When Olaf Scholz and his unprecedented three-party coalition, called the traffic light – red for the social democrats, green for the environmentalists and yellow for the liberals – started the legislature in December 2021, the main challenge was for the Germany to successfully emerge from the crisis. coronavirus crisis. An era was coming to an end: the 16 years of Christian Democrat Angela Merkel’s mandate and the start of a progressive government with an extremely ambitious social and green program. Two years later, in full mandate, Scholz experienced crises, internal – but public – struggles with his partners and polls which indicated that the majority of Germans were not satisfied with his management.
The worst of these crises is in full swing, coinciding with the annual congress organized this weekend by the German Social Democratic Party (SPD), which has invited the President of the Spanish government, Pedro Sánchez, to give a speech on Saturday. The tripartite will not be able to approve the budgets for 2024 before the end of the year: it is mired in intense discussions on the cuts to be made to fill the hole of 17 billion euros left by a devastating ruling by the Constitutional Court which puts all public finances under control. . This is perhaps the most delicate moment for an unprecedented coalition, in which the Social Democrats and the Greens generally coincide, but in which the Liberals – traditional allies of the Christian Democrats – act as an irritating internal opposition.
If Germans were called to the polls today, the coalition parties would total barely 33 or 35 percent of the vote, far from being a sufficient majority to govern. Meanwhile, the Christian Democrats and the far right are taking advantage of the tripartite popularity crisis. Germans are more critical of government work than ever, says the latest Deutschlandtrend survey, from public television ARD. Only 17% are satisfied with the management of traffic lights; 82% are little or not satisfied. Scholz himself assumes the worst. The chancellor’s reputation has fallen to a historic low since 1997: barely 20% of those surveyed are satisfied with his management.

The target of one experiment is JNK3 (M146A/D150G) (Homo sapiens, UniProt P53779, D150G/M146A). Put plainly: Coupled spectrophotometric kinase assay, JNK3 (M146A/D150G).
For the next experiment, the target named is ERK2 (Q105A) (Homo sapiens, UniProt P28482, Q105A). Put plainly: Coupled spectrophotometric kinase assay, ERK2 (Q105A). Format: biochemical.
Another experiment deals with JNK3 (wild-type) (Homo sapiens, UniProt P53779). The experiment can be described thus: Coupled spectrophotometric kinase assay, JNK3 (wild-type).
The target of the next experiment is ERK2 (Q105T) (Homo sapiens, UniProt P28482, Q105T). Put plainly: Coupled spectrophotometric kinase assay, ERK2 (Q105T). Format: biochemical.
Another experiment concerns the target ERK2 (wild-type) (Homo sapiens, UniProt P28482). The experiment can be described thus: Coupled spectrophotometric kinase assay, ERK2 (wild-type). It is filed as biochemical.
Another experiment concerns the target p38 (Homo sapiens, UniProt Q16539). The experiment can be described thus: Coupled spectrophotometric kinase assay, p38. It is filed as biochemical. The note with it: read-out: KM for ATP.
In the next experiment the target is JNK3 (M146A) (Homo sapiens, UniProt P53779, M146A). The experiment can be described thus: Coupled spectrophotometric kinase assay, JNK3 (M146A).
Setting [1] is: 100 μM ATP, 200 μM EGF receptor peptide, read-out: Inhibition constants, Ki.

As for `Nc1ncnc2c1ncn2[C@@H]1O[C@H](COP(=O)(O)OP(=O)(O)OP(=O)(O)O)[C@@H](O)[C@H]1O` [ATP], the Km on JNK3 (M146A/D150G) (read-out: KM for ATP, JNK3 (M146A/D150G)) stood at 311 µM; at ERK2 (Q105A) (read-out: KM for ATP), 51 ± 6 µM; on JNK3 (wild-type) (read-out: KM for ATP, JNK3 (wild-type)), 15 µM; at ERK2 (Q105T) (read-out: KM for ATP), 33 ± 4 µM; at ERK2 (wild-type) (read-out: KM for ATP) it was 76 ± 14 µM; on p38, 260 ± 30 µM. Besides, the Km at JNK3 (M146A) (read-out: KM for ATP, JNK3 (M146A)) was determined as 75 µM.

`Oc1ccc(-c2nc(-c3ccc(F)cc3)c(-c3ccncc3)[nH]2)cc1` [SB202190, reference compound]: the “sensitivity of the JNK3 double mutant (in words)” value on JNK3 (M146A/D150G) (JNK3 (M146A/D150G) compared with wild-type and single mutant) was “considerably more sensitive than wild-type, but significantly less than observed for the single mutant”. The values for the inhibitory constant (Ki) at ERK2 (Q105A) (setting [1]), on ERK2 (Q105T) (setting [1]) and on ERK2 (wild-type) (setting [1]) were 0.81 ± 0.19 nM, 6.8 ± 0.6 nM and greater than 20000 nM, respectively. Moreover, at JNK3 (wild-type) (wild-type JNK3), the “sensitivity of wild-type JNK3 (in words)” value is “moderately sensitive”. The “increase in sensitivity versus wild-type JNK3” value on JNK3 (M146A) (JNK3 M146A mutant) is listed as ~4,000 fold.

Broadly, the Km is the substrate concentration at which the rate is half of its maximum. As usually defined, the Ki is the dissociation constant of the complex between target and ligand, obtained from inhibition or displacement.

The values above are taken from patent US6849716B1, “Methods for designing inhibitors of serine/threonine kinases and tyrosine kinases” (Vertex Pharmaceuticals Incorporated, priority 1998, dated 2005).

The perception of the tripartite does not match its achievements
Analysts agree that the constant conflicts between the partners, widely reported by the media, have contributed decisively to tarnishing the reputation of the tripartite. Scholz is seen more as an arbiter between two antagonistic partners than as a leader who makes decisions and knows how to explain them. Added to your communication problems is the feeling that you are not solving it, that you are seemingly waiting for the problem to magically disappear. At least that is the perception of the Germans, which however does not agree with the real achievements of the tripartite during these two years of legislature.
Halfway through his term, Scholz has implemented or at least addressed almost two-thirds of the ambitious coalition agreement he signed with the Greens and Liberals, according to a recent study of the Bertelsmann Foundation. “The public presentation of coalition conflicts leads to an underestimation of the government’s real performance,” notes political scientist Wolfgang Schröder of the thinking group Das Progressive Zentrum, which collaborated on the work with the University of Trier. Out of a total of 453 promises contained in the agreement, 174 have been fully or partially fulfilled and another 55 projects are under implementation.